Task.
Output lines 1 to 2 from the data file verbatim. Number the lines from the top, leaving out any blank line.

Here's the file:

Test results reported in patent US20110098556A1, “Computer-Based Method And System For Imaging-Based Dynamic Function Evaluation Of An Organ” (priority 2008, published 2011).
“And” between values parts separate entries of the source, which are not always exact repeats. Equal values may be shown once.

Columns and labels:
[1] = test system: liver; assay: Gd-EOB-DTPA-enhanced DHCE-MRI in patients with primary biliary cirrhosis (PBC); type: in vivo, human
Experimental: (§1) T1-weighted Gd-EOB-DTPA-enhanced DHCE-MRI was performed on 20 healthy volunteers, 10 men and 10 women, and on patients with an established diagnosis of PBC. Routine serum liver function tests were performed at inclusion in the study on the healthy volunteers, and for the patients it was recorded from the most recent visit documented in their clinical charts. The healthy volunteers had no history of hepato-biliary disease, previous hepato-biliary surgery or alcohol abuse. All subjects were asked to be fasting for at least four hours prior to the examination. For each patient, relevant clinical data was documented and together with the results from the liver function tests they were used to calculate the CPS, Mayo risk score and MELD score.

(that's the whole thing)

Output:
Test results reported in patent US20110098556A1, “Computer-Based Method And System For Imaging-Based Dynamic Function Evaluation Of An Organ” (priority 2008, published 2011).
“And” between values parts separate entries of the source, which are not always exact repeats. Equal values may be shown once.